Get your jugs out, folks! By that, we of course mean your pitchers, because it's time to pour some wine, toss in some fruit, and make magic happen. Yes, it's all about National Sangria Day—a day that remarkably combines art, science, and a bunch of alcohol for the win. (Not that we're encouraging a bacchanalian revel, of course!) Looks like people were really getting into the spirits of things, with the most mentions of the day popping up on 20th December, 2017.
It's national sangria day on the 20th December.
Originating in Spain, sangria has charmed the socks (and sometimes the sanity) off people for centuries. The name 'sangria' comes from 'sangre', the Spanish word for blood, reflecting its typically dark-red color. But don't worry, no vampires were involved in the making of this drink—unless, of course, you count some of the hangovers.
Sangria made its way to America during the 1964 World's Fair in New York and it was love at first pour. Bursting onto the social media scene in the 21st century, National Sangria Day has been recorded in our data since way back when profile pictures were still in sepia. It looks like the party really started shaking on December 20th, 2017, with 3175 online mentions in 24 hours. That's a lot of fruit soaked fun!
To celebrate National Sangria Day, start by gathering your ingredients – preferably a full-bodied wine, any fruits you have on hand, a bit of brandy for that kick (don't make us swear), and a touch of sweetener. Combine, chill, and say cheers. Then put your feet up, sip your sangria, and contemplate the clear correlation between the rise of National Sangria Day mentions and happiness levels worldwide. Ok, we might not have actual data on that, but we're pretty sure there's something there.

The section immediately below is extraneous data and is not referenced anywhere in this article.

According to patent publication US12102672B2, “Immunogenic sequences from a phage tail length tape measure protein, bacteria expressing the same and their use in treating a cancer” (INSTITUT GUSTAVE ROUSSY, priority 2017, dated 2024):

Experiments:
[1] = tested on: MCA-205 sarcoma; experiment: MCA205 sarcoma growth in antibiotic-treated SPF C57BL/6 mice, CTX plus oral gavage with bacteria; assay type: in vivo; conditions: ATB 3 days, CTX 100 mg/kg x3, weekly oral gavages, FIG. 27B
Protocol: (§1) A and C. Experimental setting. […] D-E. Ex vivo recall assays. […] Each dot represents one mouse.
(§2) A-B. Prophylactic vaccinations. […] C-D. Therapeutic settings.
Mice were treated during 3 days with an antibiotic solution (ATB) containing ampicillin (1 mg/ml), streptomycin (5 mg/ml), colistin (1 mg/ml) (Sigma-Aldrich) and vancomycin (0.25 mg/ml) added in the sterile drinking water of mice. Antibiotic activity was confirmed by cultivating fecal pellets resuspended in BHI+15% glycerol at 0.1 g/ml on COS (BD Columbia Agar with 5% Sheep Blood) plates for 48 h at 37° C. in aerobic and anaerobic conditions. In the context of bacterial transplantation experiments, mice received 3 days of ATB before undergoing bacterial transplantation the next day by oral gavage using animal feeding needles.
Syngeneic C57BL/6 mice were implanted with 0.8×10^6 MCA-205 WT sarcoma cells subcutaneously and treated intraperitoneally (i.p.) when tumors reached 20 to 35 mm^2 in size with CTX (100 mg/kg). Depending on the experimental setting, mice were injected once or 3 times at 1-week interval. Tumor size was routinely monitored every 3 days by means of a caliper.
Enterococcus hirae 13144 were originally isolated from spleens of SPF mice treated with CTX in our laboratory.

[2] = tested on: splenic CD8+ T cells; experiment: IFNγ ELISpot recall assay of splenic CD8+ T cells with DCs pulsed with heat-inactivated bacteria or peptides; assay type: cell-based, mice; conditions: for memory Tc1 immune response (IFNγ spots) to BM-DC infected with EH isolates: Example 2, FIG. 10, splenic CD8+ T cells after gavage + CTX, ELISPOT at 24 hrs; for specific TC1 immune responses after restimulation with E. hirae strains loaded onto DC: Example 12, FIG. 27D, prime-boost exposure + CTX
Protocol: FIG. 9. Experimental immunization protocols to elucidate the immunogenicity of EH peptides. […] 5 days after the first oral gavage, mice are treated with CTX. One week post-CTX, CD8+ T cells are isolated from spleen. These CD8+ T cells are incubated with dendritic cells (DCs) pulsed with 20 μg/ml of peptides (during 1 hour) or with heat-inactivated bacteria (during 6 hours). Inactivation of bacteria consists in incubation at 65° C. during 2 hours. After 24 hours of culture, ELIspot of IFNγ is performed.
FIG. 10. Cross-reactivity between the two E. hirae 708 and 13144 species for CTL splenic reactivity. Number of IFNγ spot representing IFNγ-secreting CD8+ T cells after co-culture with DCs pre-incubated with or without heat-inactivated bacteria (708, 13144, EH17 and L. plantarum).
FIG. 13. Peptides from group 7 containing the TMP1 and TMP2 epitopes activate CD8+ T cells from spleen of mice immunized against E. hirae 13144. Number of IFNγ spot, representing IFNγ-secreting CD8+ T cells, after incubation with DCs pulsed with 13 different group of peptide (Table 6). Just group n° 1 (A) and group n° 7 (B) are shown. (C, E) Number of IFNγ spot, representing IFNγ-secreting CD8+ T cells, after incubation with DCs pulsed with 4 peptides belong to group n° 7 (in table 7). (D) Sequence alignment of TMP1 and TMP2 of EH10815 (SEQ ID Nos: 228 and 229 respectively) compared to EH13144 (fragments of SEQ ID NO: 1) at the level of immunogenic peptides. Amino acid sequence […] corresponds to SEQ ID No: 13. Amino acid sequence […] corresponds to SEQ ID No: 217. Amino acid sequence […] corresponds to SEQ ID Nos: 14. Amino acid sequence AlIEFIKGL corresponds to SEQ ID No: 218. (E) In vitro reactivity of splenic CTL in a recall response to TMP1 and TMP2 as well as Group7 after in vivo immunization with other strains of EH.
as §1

Sangria, the beloved fruity wine punch, has a history that can be traced back to the 16th century in Spain. It is said that the term 'sangria' comes from the Spanish word 'sangré', meaning 'blood', and refers to the red color of the drink. At this time, wine was a popular beverage, but due to often being of low quality, people started adding ingredients like sugar, lemon, and spices to improve the taste. This was the birth of what we now know as sangria.
The popularity of sangria spread beyond Spain in the 19th century. In 1864, sangria made its international debut at the World's Fair in Paris. Visitors from around the world were introduced to this refreshing and flavorful drink, and it quickly gained recognition as a delightful summer beverage.
Sangria crossed the Atlantic Ocean and became popular in the United States in the mid-20th century. It was initially embraced by Americans who had traveled to Spain and experienced the drink firsthand. As the popularity of international cuisine grew, so did the demand for sangria. It became a staple at Spanish and Mexican restaurants, and soon, people started experimenting with different variations, adding their own unique twists and flavors to the traditional recipe.
In the 21st century, sangria has become a beloved drink around the world. It is not only enjoyed in Spain and the United States but has gained popularity in numerous countries. Variations of sangria can be found in different parts of the world, with regional fruits and flavors being incorporated into the mix. From sparkling sangria to white wine-based versions, the possibilities are endless. Sangria's refreshing and fruity characteristics continue to captivate people's palates, making it a go-to choice for social gatherings and summer celebrations.
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